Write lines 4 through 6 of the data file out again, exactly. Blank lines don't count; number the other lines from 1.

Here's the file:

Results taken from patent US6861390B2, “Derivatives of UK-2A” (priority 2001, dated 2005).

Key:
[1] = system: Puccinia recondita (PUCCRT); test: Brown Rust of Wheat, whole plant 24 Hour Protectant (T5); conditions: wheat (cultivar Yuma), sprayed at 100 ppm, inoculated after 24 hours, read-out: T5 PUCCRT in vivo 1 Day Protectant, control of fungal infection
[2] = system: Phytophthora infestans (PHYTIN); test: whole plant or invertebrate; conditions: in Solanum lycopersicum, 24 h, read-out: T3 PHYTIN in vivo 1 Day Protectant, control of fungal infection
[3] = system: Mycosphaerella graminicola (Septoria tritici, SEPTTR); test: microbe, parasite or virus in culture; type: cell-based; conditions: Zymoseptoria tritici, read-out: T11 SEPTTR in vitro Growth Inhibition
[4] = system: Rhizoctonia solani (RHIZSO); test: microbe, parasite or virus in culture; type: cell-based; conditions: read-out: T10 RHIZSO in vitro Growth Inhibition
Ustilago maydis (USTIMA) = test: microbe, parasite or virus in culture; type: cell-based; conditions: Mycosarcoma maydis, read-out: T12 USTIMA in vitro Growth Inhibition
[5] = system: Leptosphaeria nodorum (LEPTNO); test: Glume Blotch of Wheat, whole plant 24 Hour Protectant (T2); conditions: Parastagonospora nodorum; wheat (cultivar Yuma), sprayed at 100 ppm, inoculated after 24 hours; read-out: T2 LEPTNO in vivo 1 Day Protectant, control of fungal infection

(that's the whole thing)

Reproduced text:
[2] = system: Phytophthora infestans (PHYTIN); test: whole plant or invertebrate; conditions: in Solanum lycopersicum, 24 h, read-out: T3 PHYTIN in vivo 1 Day Protectant, control of fungal infection
[3] = system: Mycosphaerella graminicola (Septoria tritici, SEPTTR); test: microbe, parasite or virus in culture; type: cell-based; conditions: Zymoseptoria tritici, read-out: T11 SEPTTR in vitro Growth Inhibition
[4] = system: Rhizoctonia solani (RHIZSO); test: microbe, parasite or virus in culture; type: cell-based; conditions: read-out: T10 RHIZSO in vitro Growth Inhibition